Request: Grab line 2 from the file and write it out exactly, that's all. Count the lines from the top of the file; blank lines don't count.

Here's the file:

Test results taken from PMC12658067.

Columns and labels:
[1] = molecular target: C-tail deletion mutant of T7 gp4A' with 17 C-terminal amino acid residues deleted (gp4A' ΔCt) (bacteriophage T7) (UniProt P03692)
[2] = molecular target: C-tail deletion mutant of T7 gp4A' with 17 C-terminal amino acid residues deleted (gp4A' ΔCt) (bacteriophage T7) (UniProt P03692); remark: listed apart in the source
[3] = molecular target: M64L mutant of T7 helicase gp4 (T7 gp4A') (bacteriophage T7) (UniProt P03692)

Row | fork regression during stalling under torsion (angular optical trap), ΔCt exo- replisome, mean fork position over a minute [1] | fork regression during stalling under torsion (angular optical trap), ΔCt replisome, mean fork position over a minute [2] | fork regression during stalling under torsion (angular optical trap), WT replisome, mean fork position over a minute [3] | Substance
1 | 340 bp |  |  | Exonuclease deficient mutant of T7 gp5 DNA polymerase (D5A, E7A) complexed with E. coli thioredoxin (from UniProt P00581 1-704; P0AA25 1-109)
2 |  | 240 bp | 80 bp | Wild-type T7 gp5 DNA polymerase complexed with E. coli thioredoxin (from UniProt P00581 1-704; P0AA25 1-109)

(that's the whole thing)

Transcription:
Columns and labels: